Cortical bone thickness predicts the quantitative bone mineral density of the proximal humerus

Arch Osteoporos. 2021 Feb 16;16(1):33. doi: 10.1007/s11657-021-00896-8.

Abstract

Cortical thickness determined at the humerus can serve as an easy and reliable screening tool to predict the local bone status when quantitative bone mineral density (BMD) measurements are not available. It can therefore serve as a rapid screening tool in fragility fractures to identify patients requiring further diagnostic or osteoporosis treatment.

Introduction: Quantitative bone mineral density (BMD) of the humerus is difficult to determine but relevant for osteoporosis and fracture treatment. Dual-energy X-ray absorptiometry (DXA) of the femur and lumbar spine overestimates the humeral BMD and is not ubiquitously available. Therefore, this study evaluated whether the cortical bone thickness (CBT) of the humerus or DXA of the forearm is able to predict humeral BMD.

Methods: Humeral BMD of 54 upper cadaver extremities (22 pairs, 10 single) (19-90 years) was determined by high-resolution peripheral-quantitative-computed-tomography (HR-pQCT) (volumetric BMD (vBMD)) and DXA (areal BMD (aBMD)) of the proximal humerus and distal forearm. Average and gauge cortical bone thickness (CBTavg/ CBTg) of the humeral diaphysis was determined from standard radiographs (XR) and computed-tomography (CT) and compared to the humeral BMD. Pearson (r) and intraclass-correlation-coefficients (ICC) were used to compare results and rater-reliability.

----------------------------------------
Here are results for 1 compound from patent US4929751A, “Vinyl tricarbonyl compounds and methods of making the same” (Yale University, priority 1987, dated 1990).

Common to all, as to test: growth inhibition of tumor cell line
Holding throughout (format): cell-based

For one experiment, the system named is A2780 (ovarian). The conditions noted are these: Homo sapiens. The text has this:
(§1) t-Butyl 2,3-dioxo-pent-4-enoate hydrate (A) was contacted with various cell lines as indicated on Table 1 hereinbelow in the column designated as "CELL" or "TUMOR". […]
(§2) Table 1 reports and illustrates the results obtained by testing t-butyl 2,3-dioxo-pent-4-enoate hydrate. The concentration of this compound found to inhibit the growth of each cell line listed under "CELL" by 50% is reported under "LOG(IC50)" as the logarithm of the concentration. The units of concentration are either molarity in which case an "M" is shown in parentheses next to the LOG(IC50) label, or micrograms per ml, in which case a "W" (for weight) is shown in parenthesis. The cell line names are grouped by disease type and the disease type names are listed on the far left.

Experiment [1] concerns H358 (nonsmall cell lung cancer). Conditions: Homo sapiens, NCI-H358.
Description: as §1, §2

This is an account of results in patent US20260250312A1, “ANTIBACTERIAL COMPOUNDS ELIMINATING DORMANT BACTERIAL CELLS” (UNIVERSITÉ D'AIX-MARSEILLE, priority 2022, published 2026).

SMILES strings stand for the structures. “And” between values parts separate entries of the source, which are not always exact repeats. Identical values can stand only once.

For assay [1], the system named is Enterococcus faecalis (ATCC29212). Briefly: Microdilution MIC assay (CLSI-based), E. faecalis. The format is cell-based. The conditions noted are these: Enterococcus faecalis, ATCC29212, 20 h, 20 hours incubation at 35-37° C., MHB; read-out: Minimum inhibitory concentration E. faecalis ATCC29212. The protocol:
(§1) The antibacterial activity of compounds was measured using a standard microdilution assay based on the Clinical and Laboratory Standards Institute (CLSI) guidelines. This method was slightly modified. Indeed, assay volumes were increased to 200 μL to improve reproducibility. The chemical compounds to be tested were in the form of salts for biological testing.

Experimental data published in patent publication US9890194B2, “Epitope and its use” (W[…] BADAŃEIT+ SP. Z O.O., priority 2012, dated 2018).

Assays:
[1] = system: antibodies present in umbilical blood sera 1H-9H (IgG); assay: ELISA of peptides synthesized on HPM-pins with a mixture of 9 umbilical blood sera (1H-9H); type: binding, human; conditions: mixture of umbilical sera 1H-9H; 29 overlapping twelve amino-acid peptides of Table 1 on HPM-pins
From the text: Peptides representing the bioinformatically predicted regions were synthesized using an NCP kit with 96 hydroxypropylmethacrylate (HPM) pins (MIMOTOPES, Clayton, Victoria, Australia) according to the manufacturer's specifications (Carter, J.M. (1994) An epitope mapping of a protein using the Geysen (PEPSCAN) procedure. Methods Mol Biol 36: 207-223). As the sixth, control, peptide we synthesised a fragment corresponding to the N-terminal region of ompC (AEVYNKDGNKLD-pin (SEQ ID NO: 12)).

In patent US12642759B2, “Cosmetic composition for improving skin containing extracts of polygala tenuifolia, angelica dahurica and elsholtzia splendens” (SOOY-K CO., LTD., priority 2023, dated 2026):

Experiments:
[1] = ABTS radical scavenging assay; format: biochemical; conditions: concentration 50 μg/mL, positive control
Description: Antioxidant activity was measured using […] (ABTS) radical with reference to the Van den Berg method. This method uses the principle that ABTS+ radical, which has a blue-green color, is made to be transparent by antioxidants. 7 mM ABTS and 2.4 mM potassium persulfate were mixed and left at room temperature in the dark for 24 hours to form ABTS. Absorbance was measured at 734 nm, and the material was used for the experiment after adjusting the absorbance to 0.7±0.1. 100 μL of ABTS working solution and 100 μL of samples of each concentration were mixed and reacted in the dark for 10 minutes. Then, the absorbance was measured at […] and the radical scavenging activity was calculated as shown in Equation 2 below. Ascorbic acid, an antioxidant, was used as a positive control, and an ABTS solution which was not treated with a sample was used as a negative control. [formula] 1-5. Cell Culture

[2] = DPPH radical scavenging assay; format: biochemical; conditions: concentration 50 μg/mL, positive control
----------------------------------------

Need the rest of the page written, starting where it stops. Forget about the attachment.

Results: CBTavg from XR strongly correlated with the humeral BMD (r = 0.78 aBMD (DXA) and r = 0.64 vBMD (HR-pQCT) (p < 0.0001)). The CBTg revealed a weaker correlation (r = 0.57 aBMD and r = 0.43 vBMD). CBT derived from XR strongly correlated to those from the CT (r = 0.82-0.90) and showed an excellent intra- and inter-rater correlation (ICC 0.79-0.92). Distal forearm aBMD correlated well with the humeral aBMD (DXA) (r = 0.77) and paired specimens highly correlated to the contralateral side (humerus r = 0.89, radius r = 0.97).

Conclusions: The CBTavg can reliably be determined from standard radiographs and allows a good prediction of quantitative humeral bone mineral density (aBMD or vBMD) if measurements are not available. Furthermore, the distal forearm or the contralateral humerus can serve as a side to estimate the BMD if the ipsilateral side is impaired.

Keywords: Cortical index; Fracture; Humerus; Microstructure; Osteoporosis; Radius.

Publication types

  • Research Support, Non-U.S. Gov't

MeSH terms

  • Absorptiometry, Photon
  • Bone Density*
  • Cortical Bone
  • Humans
  • Humerus* / diagnostic imaging
  • Reproducibility of Results